Talking about HIV

Why talk?

The people we talked to felt that chatting about concerns - especially with other HIV positive people - was vital to living well with HIV. Keeping things 'bottled up' just led to confusions. As one woman said, if 'you ask yourself questions… you never answer them.' People also said they 'felt much better' when they talked. The act of talking seems to chip away at problems so that they can be better dealt with. While you may not always feel like talking, one man said, 'Talk. Talk. Talk. Talk until you're blue in the face. Then talk again!' 

The general feelingof those we interviewed was that the benefits of opening up far outweigh the advantages of staying silent. As one man said, 'If you do not say something, that kills you more.' Benefits of talking included:

  • 'lightening the load' and feeling stronger
  • knowing you're not alone: 'That's one of the best medicines.'
  • giving words to experiences that might be hard to express
  • helping you find the answers to questions you might have
  • examining the 'baggage' you bring into your current experiences
  • overcoming a sense that you are bad or wrong, or that there is any shame or stigma involved in having HIV
  • stopping you skipping over issues that are important to you (see 'denial' below)
  • finding out from others who have more experience than you how to cope
  • helping you to find a way to talk about yourself in a manner that is helpful rather than disheartening
  • getting practical advice
  • getting a referral to the person or organisation that can really help you sort out your problem
  • accepting that you are HIV positive

Who to talk to

It helps to put a lot of thought into finding the right people to talk to, since not everyone will be helpful, and some people may be quite hostile (see 'Secrecy and telling people'). For instance, some people's friends did not want to know about HIV, or became so distressed that the HIV positive person ended up supporting the friend. 

People agreed that there are always helpful people around to talk to about HIV. They turned to other HIV positive people, supportive friends, telephone counsellors, HIV specialist nurses and doctors, social workers, support groups, Internet chat rooms and email lists, psychologists and counsellors associated with HIV clinics, private counsellors, and even church-based counsellors who were well informed about HIV. Some people reported great benefit in talking to their notion of a 'higher power' through prayer (See 'Spirituality and Religion')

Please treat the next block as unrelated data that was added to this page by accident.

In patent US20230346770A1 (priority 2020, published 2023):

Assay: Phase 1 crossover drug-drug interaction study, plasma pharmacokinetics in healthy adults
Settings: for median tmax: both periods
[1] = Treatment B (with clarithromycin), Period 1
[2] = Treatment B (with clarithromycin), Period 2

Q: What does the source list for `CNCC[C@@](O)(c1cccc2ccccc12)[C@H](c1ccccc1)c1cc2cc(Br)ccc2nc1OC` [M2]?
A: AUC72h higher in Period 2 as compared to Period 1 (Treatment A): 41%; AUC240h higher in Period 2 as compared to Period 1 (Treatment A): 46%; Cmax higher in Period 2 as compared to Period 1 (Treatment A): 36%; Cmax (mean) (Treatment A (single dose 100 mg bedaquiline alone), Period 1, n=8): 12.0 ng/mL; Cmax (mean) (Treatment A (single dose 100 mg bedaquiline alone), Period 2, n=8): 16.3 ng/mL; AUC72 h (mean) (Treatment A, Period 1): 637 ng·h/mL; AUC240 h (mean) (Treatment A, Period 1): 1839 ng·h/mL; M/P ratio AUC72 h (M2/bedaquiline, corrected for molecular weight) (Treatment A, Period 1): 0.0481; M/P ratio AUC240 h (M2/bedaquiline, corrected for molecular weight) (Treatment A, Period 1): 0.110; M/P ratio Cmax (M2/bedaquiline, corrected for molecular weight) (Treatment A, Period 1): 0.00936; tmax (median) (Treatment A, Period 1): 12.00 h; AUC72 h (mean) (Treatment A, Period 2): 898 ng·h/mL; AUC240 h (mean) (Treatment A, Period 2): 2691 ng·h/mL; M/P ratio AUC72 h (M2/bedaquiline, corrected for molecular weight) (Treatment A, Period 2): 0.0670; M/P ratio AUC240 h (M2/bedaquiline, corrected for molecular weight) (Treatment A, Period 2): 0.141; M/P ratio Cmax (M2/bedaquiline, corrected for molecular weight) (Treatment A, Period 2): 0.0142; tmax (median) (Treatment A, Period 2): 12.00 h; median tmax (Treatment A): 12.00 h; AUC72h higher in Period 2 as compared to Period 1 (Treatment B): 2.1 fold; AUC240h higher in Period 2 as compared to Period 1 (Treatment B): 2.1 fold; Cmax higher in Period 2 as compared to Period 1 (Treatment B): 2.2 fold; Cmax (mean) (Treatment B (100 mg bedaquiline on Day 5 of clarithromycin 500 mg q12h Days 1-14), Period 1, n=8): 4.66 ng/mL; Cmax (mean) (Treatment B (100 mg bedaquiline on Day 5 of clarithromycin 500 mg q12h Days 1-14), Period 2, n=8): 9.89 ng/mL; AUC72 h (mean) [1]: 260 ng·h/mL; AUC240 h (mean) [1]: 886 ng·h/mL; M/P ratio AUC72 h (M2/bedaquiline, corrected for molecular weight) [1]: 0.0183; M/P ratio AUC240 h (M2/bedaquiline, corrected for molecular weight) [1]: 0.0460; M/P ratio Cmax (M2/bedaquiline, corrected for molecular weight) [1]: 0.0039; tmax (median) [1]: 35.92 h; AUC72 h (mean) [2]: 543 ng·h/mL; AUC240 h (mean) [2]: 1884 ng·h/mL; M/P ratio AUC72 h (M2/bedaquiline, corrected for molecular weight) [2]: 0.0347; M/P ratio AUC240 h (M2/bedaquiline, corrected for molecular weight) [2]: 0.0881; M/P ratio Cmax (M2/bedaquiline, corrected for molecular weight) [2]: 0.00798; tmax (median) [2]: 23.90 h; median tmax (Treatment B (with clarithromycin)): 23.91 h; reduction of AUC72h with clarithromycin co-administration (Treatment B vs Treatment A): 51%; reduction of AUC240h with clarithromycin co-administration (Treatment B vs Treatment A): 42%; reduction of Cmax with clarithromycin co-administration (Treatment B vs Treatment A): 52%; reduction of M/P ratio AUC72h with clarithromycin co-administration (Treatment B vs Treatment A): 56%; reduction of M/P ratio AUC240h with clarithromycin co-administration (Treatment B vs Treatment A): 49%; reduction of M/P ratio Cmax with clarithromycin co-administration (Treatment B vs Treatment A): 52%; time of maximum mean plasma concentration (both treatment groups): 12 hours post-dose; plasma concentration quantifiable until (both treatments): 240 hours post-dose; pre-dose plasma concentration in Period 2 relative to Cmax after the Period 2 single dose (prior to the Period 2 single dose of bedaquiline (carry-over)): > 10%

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People appreciated others who really listened to them, rather than those who told them what to do. People also wanted to talk to those who were non-judgemental and understanding, and they liked professionals whom they came to trust over time. People (e.g. psychologists) did not have to have HIV themselves to be understanding. However, people who showed that they genuinely knew something about what it was like to have HIV and 'walk around in their shoes' were particularly welcomed.

Getting professional help

While talking to others can help us to deal with issues that are difficult and that we would rather forget, sometimes problems can be so buried, confusing or distressing that professional counselling is needed (see our Depression website 'Considering talking therapies', 'Finding a therapist', and 'Experiences of talking therapy'). Counselling is not for everyone, but most of the people who had tried it found that talking about their problems helped.

When people dug deeper with the support of a skilled counsellor, they sometimes discovered that their problems arose earlier  in life, rather than with HIV. For instance, one man discovered an unspoken 'psychological abuse in his family', and another discovered that it was far too important to him that whatever he did in life was something that his mother would approve of.

Of course coping with our feelings and experiences can be difficult. Sometimes it seems easier to try to forget them (e.g. through drinking or drugs). At one point or another, many people we talked to put difficult issues (like feelings about being HIV positive, grief, early childhood abuse, anger) 'in a box' and stored them away in 'the back of the mind.' These stored away issues could sometimes seem like they were forgotten, but they could also become like 'skeletons' in the cupboard that created problems for you. The advice was that it was better to 'exorcise skeletons' and talk it through with skilled help, rather than leave issues to fester in the back of your mind.

Last reviewed May 2017.

Last updated September 2010.


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